There must be something about the Atlanta rap scene that produces such enduring artists. If you are to mention a handful of up-and-coming rappers, there's a good chance that a good number of them will be from Atlanta. For instance, three of the biggest names in hip-hop right now are Young Thug, Lil Yachty and 21 Savage. Guess where they're all from? That's right. That doesn't mean being from Atlanta automatically makes you a great rapper, but it is a good indication of how much talent comes from the city.
It's not like those guys created the Atlanta rap scene, though. There's an old Atlanta rap scene of artists such as T.I., Young Jeezy, Gucci Mane, and 2 Chainz who have been around for a decade and have to contend with these hotshot up-and-comers in terms of prominence and relevance. From the looks of things, though, the Atlanta rap scene has room for both the old guard and the new.
One factor that helps is that many of the veteran Atlanta rappers are doing their best to keep up their relevance. T.I., Young Jeezy, Gucci Mane and 2 Chainz are releasing music at a steady enough rate or appearing on other artists' tracks. 2 Chainz, for instance, had a verse on Chance the Rapper's hit single "No Problem" last year, which is sure to have helped renewed his visibility for those who might have forgotten about him since he broke out about four years ago. “No Problem” was nominated at the Grammys in the Best Rap Song category.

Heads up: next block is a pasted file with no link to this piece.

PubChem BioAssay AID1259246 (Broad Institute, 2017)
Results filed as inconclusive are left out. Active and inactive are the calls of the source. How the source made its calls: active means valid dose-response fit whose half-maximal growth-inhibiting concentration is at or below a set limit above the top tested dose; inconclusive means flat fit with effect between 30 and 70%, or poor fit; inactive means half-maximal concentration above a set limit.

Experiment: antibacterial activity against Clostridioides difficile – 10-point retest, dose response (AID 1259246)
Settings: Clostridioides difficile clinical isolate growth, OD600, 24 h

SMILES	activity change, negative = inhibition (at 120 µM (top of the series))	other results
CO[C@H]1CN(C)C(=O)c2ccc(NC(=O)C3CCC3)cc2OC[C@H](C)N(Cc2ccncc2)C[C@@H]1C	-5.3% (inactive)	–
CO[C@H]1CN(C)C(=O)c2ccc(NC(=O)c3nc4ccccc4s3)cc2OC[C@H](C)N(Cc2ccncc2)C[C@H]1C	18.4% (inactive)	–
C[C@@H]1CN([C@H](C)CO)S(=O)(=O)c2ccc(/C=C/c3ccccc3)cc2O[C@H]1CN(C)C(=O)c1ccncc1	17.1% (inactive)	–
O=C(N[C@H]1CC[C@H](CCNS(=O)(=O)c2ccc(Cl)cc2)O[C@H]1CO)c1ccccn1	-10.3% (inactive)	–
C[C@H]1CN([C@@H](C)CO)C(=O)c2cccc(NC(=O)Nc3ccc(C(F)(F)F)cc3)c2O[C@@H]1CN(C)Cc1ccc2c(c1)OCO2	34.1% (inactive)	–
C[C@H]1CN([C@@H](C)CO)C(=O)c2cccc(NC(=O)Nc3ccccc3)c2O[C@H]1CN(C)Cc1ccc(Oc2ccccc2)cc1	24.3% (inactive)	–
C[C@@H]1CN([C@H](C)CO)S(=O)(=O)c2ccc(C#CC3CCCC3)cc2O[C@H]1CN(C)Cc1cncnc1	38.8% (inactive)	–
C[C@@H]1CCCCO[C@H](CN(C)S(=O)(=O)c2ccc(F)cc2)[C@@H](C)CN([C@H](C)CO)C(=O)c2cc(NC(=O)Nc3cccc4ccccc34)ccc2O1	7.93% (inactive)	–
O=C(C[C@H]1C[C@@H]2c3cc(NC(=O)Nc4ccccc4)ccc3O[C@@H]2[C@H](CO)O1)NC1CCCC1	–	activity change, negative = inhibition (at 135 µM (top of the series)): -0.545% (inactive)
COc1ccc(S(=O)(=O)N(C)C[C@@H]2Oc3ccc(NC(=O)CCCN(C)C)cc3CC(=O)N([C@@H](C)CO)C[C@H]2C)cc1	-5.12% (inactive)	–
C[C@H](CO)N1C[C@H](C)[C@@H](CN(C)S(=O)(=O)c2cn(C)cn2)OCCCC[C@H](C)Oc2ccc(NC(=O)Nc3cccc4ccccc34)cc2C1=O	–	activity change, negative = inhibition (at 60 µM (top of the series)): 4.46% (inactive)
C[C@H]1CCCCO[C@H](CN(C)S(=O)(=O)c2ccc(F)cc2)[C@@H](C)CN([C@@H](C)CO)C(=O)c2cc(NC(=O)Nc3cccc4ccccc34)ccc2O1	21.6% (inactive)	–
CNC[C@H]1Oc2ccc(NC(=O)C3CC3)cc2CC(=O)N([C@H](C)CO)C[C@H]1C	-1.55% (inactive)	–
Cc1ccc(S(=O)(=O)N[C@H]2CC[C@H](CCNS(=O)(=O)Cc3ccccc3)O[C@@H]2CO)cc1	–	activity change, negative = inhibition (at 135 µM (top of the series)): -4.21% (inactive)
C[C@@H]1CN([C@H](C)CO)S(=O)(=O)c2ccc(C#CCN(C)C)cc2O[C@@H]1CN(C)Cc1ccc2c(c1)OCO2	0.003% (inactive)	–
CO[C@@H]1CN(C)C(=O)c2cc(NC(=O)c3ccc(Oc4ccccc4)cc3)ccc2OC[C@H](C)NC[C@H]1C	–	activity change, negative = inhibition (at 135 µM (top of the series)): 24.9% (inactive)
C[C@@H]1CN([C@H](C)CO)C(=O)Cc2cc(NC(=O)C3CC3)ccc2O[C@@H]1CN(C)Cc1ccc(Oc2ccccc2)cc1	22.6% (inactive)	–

It also helps for them to change things up personally, to be the best artists possible. Gucci Mane has been part of the Atlanta rap scene for over a decade now, but his rap sheet was threatening to overshadow his rap career. He was released last year following imprisonment on gun charges and emerged newly fit and sober. From the moment of his first post-release single "First Day Out Tha Feds," fans were amazed by the clarity of his delivery and the renewed ambition that sprang from his lyrics. Had Gucci come out of prison and not undergone the changes he had, his new music would've gotten some attention simply for being new Gucci Mane music, but it would likely fall by the wayside if there wasn't any discernable change.
Just because an Atlanta rapper has been around for a while doesn't mean that their best days are behind them; for some, their best days are just starting. Future has been releasing mixtapes since 2010, but his third album, DS2, was his most acclaimed to date and has made him a truly unique voice in hip-hop, literally and figuratively.
Old Atlanta might not still be on top of rap, but that's because no one can stay on top forever. Those artists certainly aren't on the bottom and as long as they keep producing quality music and be willing to experiment, they don't have anything to worry about. The new Atlanta rappers will soon be the old ones, and they'll have to deal with the exact same thing.
by: Kevin Kennedy